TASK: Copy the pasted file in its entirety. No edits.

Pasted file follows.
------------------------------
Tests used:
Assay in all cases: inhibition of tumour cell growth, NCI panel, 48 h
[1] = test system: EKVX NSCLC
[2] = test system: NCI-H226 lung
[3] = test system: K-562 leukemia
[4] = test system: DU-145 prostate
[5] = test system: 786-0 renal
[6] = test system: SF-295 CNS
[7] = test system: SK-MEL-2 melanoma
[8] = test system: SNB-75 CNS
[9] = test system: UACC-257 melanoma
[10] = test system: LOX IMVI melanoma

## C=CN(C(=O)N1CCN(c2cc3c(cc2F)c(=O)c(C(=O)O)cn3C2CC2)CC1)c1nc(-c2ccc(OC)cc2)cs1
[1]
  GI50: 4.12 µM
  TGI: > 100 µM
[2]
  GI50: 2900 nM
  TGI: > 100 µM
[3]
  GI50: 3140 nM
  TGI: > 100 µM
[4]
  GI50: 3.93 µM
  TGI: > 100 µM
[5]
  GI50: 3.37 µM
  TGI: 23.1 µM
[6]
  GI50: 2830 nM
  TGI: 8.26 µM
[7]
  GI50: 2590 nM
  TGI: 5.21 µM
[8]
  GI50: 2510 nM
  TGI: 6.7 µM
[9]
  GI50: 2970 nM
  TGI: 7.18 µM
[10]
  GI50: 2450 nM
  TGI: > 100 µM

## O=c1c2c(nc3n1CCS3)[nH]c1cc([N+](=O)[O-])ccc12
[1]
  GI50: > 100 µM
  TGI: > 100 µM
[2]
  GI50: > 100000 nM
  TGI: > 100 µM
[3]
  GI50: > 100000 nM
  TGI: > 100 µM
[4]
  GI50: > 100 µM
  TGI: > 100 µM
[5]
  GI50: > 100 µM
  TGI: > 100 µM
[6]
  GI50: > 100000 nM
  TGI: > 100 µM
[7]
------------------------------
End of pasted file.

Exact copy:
Tests used:
Assay in all cases: inhibition of tumour cell growth, NCI panel, 48 h
[1] = test system: EKVX NSCLC
[2] = test system: NCI-H226 lung
[3] = test system: K-562 leukemia
[4] = test system: DU-145 prostate
[5] = test system: 786-0 renal
[6] = test system: SF-295 CNS
[7] = test system: SK-MEL-2 melanoma
[8] = test system: SNB-75 CNS
[9] = test system: UACC-257 melanoma
[10] = test system: LOX IMVI melanoma

## C=CN(C(=O)N1CCN(c2cc3c(cc2F)c(=O)c(C(=O)O)cn3C2CC2)CC1)c1nc(-c2ccc(OC)cc2)cs1
[1]
  GI50: 4.12 µM
  TGI: > 100 µM
[2]
  GI50: 2900 nM
  TGI: > 100 µM
[3]
  GI50: 3140 nM
  TGI: > 100 µM
[4]
  GI50: 3.93 µM
  TGI: > 100 µM
[5]
  GI50: 3.37 µM
  TGI: 23.1 µM
[6]
  GI50: 2830 nM
  TGI: 8.26 µM
[7]
  GI50: 2590 nM
  TGI: 5.21 µM
[8]
  GI50: 2510 nM
  TGI: 6.7 µM
[9]
  GI50: 2970 nM
  TGI: 7.18 µM
[10]
  GI50: 2450 nM
  TGI: > 100 µM

## O=c1c2c(nc3n1CCS3)[nH]c1cc([N+](=O)[O-])ccc12
[1]
  GI50: > 100 µM
  TGI: > 100 µM
[2]
  GI50: > 100000 nM
  TGI: > 100 µM
[3]
  GI50: > 100000 nM
  TGI: > 100 µM
[4]
  GI50: > 100 µM
  TGI: > 100 µM
[5]
  GI50: > 100 µM
  TGI: > 100 µM
[6]
  GI50: > 100000 nM
  TGI: > 100 µM
[7]